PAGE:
A recent Supreme Court decision has created new requirements for Czech companies with a collective statutory body to delegate certain HR responsibilities to a member of its statutory body.
Under section 164(3) of the new Labour Code, every company with a collective statutory body (for example, a joint-stock company with a board of directors) must authorise one member of its statutory body to undertake certain HR acts, such as signing employment contracts or notices of termination. Without this authorisation only the Chairman of the statutory body is authorised to undertake such actions in respect of employees.
The Supreme Court found that section 164(3) would prevail over the general method of company representation, which was based on a company’s articles of association (as entered on the Commercial Register). They also ruled that under this section 164(3), the authorisation of one member must be entered on the Commercial Register.
Who is affected by the changes?
The Supreme Court findings will affect Czech companies with a collective statutory body. This mainly concerns joint-stock companies similar to a German AG or an English plc. In special cases this can also affect companies where their articles of association state that their Managing Directors form a collective statutory body rather than individual Managing Directors acting separately.
What should my company do?
The affected companies should adopt specific delegated responsibility to HR and ensure, if no alternate member is given authority to undertake these actions, that only the Chairman of the statutory body can act on behalf of the company regarding employment matters. Any HR actions prescribed in the Labour Code (such as the issuing of notices of termination) signed by other members of the statutory body will most likely become null or invalid (even if they were signed in line with the general method of company representation, entered on the Commercial Register).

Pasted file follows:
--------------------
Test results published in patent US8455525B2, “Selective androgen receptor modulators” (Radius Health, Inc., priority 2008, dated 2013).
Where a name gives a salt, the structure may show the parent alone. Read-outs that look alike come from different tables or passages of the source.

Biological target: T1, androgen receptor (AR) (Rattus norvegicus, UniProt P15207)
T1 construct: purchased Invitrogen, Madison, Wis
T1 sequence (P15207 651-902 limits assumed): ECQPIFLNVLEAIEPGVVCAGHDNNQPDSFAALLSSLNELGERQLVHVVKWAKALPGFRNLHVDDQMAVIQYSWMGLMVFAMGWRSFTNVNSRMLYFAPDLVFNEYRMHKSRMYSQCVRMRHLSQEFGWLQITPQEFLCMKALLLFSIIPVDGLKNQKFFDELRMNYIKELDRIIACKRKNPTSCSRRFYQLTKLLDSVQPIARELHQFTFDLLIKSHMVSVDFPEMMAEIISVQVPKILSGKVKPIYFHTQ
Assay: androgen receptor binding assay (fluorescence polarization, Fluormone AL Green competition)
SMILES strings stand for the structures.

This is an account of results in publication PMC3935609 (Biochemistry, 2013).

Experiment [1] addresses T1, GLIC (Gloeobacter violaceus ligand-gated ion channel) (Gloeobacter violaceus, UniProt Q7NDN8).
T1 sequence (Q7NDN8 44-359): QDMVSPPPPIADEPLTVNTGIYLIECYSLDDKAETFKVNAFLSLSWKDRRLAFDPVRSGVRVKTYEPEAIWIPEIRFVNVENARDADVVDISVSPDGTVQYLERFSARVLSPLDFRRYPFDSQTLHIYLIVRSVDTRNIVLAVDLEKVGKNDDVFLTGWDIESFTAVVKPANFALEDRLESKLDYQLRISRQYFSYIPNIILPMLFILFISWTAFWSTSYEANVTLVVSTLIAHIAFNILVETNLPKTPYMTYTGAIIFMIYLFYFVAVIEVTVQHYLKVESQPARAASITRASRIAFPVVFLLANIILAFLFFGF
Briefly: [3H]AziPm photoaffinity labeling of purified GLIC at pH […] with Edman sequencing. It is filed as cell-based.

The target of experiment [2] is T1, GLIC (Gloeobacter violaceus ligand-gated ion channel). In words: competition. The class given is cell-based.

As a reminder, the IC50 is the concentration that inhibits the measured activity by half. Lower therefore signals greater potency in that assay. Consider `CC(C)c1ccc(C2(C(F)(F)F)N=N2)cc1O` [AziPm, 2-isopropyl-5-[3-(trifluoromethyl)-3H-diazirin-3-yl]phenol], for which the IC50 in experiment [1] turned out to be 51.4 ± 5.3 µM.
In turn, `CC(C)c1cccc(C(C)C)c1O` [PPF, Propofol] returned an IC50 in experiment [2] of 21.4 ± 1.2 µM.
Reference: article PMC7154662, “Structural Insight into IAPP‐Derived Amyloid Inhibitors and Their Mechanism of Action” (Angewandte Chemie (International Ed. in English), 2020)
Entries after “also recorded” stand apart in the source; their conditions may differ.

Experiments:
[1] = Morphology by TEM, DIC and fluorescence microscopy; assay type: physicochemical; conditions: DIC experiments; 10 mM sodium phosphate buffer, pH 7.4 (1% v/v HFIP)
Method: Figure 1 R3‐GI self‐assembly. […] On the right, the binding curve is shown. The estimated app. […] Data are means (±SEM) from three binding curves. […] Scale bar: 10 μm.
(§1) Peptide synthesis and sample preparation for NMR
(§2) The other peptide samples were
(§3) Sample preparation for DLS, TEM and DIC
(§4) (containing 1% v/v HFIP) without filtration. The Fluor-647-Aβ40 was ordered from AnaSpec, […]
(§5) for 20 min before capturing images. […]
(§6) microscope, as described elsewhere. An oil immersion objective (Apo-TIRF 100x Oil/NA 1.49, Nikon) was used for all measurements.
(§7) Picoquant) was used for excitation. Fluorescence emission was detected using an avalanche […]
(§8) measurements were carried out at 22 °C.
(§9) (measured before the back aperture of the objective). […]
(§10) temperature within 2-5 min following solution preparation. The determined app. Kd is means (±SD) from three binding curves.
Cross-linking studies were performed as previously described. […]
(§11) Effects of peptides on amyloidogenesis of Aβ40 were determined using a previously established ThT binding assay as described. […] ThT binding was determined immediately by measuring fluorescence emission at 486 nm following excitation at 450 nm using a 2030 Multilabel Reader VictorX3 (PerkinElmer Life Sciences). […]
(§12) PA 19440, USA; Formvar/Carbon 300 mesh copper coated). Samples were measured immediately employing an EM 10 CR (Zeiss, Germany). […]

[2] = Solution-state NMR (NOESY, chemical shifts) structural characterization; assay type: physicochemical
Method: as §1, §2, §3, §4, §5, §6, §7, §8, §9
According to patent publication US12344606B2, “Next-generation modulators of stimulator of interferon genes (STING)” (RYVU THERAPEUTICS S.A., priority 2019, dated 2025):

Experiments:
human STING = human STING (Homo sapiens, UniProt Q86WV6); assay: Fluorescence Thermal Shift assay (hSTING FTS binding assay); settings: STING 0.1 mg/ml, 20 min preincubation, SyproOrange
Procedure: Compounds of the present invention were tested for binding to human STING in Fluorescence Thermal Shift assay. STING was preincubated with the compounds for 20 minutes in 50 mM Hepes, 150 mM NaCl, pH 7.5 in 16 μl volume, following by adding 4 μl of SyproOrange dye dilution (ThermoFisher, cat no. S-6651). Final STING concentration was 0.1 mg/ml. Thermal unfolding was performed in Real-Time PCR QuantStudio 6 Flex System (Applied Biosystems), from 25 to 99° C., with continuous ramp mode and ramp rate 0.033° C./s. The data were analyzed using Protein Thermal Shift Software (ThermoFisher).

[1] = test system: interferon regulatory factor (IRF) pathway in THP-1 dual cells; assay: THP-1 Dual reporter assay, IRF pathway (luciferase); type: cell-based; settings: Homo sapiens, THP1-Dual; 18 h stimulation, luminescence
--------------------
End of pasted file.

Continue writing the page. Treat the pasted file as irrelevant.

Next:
This decision has reiterated the fact that the Supreme Court repeatedly considers ‘form over substance’. This kind of approach is of no benefit to entrepreneurs, as practically it makes little sense. Rather than interpreting the meaning behind the law, the court has chosen to take account of the exact wording in place. We recommend reviewing employment procedures and assessing the potential risks in relation to HR actions carried out since 1 January 2014 (when the new Labour Code took effect).
Supreme Court Decision: File No. 29 Cdo 880/2015
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